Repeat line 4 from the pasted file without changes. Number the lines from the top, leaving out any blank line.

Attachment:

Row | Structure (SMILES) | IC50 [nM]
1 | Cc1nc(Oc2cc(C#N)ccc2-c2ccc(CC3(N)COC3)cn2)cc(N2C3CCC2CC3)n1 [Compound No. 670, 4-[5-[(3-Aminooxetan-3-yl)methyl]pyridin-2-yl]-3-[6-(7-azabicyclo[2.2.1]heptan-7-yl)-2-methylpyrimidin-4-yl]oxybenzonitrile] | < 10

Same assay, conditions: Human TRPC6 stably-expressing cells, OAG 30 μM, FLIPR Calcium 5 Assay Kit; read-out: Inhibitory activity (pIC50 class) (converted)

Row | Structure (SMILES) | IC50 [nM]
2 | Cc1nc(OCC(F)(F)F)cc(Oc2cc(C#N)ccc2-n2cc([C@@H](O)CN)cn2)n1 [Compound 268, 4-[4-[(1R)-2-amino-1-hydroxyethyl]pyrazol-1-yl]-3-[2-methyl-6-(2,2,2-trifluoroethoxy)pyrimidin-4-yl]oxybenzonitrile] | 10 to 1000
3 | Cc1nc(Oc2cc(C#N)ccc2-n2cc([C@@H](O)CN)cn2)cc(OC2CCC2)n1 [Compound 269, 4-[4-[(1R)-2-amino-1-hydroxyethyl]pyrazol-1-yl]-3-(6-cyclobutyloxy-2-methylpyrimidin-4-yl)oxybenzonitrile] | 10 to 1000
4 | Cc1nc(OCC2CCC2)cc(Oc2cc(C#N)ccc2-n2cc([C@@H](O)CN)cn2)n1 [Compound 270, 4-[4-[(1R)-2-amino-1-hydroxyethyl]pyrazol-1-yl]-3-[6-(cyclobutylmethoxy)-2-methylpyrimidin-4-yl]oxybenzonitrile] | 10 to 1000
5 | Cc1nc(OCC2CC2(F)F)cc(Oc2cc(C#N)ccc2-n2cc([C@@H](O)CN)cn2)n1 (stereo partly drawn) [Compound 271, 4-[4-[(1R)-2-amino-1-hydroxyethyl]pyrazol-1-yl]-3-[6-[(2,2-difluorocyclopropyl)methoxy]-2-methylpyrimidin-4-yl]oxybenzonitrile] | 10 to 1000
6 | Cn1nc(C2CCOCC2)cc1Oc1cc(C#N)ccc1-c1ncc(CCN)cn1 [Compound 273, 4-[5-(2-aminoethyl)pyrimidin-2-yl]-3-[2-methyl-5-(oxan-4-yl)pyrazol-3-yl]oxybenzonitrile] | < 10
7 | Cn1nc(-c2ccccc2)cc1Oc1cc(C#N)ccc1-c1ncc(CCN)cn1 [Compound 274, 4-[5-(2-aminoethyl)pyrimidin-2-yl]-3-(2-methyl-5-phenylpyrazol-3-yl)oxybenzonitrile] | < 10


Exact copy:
Row | Structure (SMILES) | IC50 [nM]